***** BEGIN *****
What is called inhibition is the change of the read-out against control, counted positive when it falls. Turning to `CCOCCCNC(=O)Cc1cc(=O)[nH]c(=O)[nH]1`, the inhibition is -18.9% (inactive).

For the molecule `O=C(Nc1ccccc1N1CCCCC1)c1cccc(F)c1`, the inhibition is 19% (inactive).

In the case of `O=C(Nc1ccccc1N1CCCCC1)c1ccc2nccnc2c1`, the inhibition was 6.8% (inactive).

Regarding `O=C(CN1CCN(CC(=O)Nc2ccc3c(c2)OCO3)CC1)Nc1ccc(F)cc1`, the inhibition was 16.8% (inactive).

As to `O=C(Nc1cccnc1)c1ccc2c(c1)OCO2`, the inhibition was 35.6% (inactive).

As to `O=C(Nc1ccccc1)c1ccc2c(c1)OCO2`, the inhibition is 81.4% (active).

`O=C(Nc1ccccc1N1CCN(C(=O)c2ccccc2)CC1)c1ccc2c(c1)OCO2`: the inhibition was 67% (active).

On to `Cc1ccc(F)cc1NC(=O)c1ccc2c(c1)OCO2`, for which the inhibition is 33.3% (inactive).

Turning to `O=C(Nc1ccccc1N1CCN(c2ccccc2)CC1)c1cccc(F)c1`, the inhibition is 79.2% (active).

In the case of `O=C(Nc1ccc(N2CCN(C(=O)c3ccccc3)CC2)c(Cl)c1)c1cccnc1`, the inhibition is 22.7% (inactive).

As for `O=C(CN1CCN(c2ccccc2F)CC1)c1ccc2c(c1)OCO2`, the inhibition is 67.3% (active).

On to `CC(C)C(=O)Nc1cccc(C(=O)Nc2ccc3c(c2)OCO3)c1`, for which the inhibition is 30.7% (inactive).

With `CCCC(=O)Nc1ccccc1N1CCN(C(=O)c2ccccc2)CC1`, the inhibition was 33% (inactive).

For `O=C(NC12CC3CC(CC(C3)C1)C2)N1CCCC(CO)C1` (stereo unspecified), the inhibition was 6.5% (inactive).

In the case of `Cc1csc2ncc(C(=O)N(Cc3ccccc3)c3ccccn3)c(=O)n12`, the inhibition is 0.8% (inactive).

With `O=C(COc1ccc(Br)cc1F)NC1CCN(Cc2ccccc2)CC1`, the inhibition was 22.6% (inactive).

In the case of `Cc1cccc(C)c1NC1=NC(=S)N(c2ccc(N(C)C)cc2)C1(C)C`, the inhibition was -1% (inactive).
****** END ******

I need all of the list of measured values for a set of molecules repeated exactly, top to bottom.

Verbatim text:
What is called inhibition is the change of the read-out against control, counted positive when it falls. Turning to `CCOCCCNC(=O)Cc1cc(=O)[nH]c(=O)[nH]1`, the inhibition is -18.9% (inactive).

For the molecule `O=C(Nc1ccccc1N1CCCCC1)c1cccc(F)c1`, the inhibition is 19% (inactive).

In the case of `O=C(Nc1ccccc1N1CCCCC1)c1ccc2nccnc2c1`, the inhibition was 6.8% (inactive).

Regarding `O=C(CN1CCN(CC(=O)Nc2ccc3c(c2)OCO3)CC1)Nc1ccc(F)cc1`, the inhibition was 16.8% (inactive).

As to `O=C(Nc1cccnc1)c1ccc2c(c1)OCO2`, the inhibition was 35.6% (inactive).

As to `O=C(Nc1ccccc1)c1ccc2c(c1)OCO2`, the inhibition is 81.4% (active).

`O=C(Nc1ccccc1N1CCN(C(=O)c2ccccc2)CC1)c1ccc2c(c1)OCO2`: the inhibition was 67% (active).

On to `Cc1ccc(F)cc1NC(=O)c1ccc2c(c1)OCO2`, for which the inhibition is 33.3% (inactive).

Turning to `O=C(Nc1ccccc1N1CCN(c2ccccc2)CC1)c1cccc(F)c1`, the inhibition is 79.2% (active).

In the case of `O=C(Nc1ccc(N2CCN(C(=O)c3ccccc3)CC2)c(Cl)c1)c1cccnc1`, the inhibition is 22.7% (inactive).

As for `O=C(CN1CCN(c2ccccc2F)CC1)c1ccc2c(c1)OCO2`, the inhibition is 67.3% (active).

On to `CC(C)C(=O)Nc1cccc(C(=O)Nc2ccc3c(c2)OCO3)c1`, for which the inhibition is 30.7% (inactive).

With `CCCC(=O)Nc1ccccc1N1CCN(C(=O)c2ccccc2)CC1`, the inhibition was 33% (inactive).

For `O=C(NC12CC3CC(CC(C3)C1)C2)N1CCCC(CO)C1` (stereo unspecified), the inhibition was 6.5% (inactive).

In the case of `Cc1csc2ncc(C(=O)N(Cc3ccccc3)c3ccccn3)c(=O)n12`, the inhibition is 0.8% (inactive).

With `O=C(COc1ccc(Br)cc1F)NC1CCN(Cc2ccccc2)CC1`, the inhibition was 22.6% (inactive).

In the case of `Cc1cccc(C)c1NC1=NC(=S)N(c2ccc(N(C)C)cc2)C1(C)C`, the inhibition was -1% (inactive).